Before you start it is important to be aware that installing a floating floor may raise the height of your floor marginally (depending on the depth of the pads you use).

So you may need to make adjustments to doorways leading into the room.

You will need:

Once you have gathered the required tools together take the following steps to get your floor ready:

  1. Pull up your floorboards. If you have laminate flooring or a subfloor underneath then you will also have to pull that up to get access to the joists below.
  2. Measure the width of your joists and cut the neoprene pads into thin strips to fit along the top of them.
  3. Every ceiling joist should be covered entirely with the strips (don’t try and space them out) or your floor will not sit evenly when refitted.
  4. Glue the neoprene strips to the joists with soundproof compound glue.
  5. Replace all floorboards but do not nail or glue them onto the joists just allow them to sit on the pads. You should also ensure that your flooring does not sit flush with the wall, you should leave a 5-6mm gap (which the skirting board will hide) to allow space for movement - you may need to trim a few mm off your floorboards using a saw to create this gap.
  6. Replace the skirting board.
  7. Enjoy your new quiet floor!

Having got your acoustic insulation and floating floor setup you should already be noticing significant reductions in the amount of noise travelling through your floor.

To further soundproof your floor it is worth adding acoustic grade underlay before installing a carpet over the top.

If you do not want to install carpet then your options are limited beyond the floating floor but we strongly recommend at least laying a rug down to help muffle sound.

Using Acoustic Grade Underlay For Soundproofing

Acoustic underlay is much like it’s cheaper cousin (non-acoustic) underlay except it is thicker and denser.

This means it can absorb significantly more vibrations than standard underlay.

The Benefits of Acoustic Underlay

Acoustic underlay has several great benefits on top of being a great sound insulator:

  • It makes your floor softer and spongier meaning that it doesn’t feel as firm underfoot, this also means that your flooring is better supported and therefore lasts longer.
  • It helps prevent heat from escaping through your floor.
  • It reduces airflow meaning dust particles are prevented from getting into your room (so it is good for people, such as myself, with dust allergies).
  • It dampens vibrations - this makes it ideal for putting in areas where you know there will be a lot of movement, for example, it can be used to help reduce treadmill noise.

How To Install Acoustic Underlay

To install acoustic underlay your timber floor must be built on a subfloor or panelled floor, if they are just bare timber (lift them up and you can see a gap underneath with wires and the top of the downstairs ceiling) then you will have nothing to lay the underlay on.

If you don’t have a subfloor then consider installing a floating floor or using acoustic insulation.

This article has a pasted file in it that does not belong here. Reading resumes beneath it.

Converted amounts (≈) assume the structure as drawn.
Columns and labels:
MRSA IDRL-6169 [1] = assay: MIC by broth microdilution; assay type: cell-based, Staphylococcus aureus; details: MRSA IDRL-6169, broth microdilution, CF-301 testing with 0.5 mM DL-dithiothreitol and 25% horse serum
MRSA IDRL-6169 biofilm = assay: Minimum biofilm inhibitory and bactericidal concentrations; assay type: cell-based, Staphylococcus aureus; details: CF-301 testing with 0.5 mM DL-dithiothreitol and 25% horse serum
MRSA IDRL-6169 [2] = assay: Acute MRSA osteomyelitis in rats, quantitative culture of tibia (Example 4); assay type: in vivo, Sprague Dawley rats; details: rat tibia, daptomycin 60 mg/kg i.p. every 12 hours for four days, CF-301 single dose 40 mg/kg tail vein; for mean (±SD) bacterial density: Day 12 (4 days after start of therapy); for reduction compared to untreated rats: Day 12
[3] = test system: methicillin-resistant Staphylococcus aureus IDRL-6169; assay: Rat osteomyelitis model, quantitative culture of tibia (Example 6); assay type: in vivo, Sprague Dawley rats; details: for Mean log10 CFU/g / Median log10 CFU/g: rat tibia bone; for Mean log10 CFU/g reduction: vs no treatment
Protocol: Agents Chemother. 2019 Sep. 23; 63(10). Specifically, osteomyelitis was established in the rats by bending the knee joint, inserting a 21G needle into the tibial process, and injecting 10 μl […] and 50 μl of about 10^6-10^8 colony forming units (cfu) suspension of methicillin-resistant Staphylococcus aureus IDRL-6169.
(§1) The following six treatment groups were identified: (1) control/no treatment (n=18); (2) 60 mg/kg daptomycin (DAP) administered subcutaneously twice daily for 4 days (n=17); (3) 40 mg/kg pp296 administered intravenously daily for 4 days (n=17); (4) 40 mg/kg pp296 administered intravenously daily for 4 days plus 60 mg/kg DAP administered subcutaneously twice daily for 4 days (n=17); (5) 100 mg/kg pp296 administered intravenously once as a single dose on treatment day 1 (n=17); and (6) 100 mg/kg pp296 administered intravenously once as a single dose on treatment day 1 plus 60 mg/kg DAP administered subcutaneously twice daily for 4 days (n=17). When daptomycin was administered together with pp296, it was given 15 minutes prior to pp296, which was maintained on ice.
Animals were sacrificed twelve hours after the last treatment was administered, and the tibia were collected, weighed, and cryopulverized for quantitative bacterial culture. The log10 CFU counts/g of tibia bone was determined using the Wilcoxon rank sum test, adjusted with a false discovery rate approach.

If you do have a subfloor then take these steps to install acoustic underlay:

  1. Clean the subfloor so that all dust, oils, dirt and moisture is removed.
  2. Acoustic underlay will have foil on one side (this acts as a moisture barrier), ensure that this side is laid face down on the subfloor.
  3. Ensure that every roll of underlay is flush with the parallel rolls, then tape each roll together with aluminium tape.
  4. Refit the floor and trim the underlay so that it is flush with the floor where the floor meets the walls. Then replace the skirting boards so that all underlay is no longer visible.

How To Soundproof a Concrete Floor

Concrete floors carry a lot of mass so are extremely good on their own at soundproofing against airborne noise.

a man sits on a concrete floor while writing on some papers

However they do transmit impact noise quite well, if you’ve ever lived under a concrete floor you may be familiar with the thud of your neighbour getting out of bed in the morning vibrating through the floor!

To soundproof a concrete floor you need to add an absorbent layer on top of the concrete to help deaden any impacts.

A simple combination of underlay and carpet works very well.

If needs be you can purchase acoustic underlay which is designed to be extra dense so that more vibrations are absorbed.

Unless you have a serious problem with impact sound then standard underlay and carpet combined with your concrete floor should be sufficient to effectively soundproof a concrete floor against impact sound.

One comment on “How To Soundproof A Floor: The Complete Guide”

  1. Hi,
    Thanks for your website and information. Do you have any recommendations for laying engineered timber flooring onto a suspended concrete floor. Is there a form of underlay for these materials to minimise the impact sound that you reference. It’s for a small guesthouse and I want to ensure there is no noise for the guests downstairs.
    With Thanks,

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Welcome to Soundproof Panda!

My name is Dan and I live very close to an internationally famous stadium which generates an awful lot of noise that I'd rather block out!

This site is my place to share what I've been learning on my soundproofing journey.